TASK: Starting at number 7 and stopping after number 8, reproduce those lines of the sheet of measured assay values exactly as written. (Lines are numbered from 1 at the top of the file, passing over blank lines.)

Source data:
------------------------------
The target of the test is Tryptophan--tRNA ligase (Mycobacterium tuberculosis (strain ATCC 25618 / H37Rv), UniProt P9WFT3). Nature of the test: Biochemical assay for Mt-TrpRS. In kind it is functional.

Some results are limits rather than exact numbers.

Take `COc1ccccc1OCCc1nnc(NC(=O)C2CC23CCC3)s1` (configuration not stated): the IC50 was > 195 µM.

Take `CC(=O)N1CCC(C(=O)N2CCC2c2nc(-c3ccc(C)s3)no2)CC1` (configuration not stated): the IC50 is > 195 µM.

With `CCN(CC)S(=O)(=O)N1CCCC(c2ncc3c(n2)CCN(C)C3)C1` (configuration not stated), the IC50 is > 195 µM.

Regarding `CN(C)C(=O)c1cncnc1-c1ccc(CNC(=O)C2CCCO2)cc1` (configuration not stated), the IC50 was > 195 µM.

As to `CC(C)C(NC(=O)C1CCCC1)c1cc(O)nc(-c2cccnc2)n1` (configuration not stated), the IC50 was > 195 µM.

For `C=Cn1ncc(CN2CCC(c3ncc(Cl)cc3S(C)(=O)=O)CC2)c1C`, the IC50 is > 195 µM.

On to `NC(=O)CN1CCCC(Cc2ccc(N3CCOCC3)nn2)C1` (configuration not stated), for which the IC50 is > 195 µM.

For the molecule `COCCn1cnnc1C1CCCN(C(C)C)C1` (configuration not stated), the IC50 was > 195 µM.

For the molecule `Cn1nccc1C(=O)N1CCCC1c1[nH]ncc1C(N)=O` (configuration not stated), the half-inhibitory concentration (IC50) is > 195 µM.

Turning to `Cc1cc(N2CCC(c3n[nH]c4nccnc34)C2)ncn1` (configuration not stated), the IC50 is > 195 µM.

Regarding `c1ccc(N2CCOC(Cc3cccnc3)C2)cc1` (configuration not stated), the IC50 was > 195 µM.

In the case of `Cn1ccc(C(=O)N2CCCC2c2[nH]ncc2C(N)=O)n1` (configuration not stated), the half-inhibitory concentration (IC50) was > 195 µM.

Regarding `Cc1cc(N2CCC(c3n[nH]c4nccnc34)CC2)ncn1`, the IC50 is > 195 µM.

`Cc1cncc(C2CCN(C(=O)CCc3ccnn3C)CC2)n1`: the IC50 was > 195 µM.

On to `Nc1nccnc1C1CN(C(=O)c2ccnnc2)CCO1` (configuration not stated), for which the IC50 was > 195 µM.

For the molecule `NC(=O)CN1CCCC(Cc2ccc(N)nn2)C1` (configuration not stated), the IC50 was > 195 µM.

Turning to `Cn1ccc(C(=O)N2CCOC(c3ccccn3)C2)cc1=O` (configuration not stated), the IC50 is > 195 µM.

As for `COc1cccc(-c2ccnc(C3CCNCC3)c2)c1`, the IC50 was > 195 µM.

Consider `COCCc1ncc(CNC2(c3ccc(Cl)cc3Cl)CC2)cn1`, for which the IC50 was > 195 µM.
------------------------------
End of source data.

As to `CC(C)C(NC(=O)C1CCCC1)c1cc(O)nc(-c2cccnc2)n1` (configuration not stated), the IC50 was > 195 µM.

For `C=Cn1ncc(CN2CCC(c3ncc(Cl)cc3S(C)(=O)=O)CC2)c1C`, the IC50 is > 195 µM.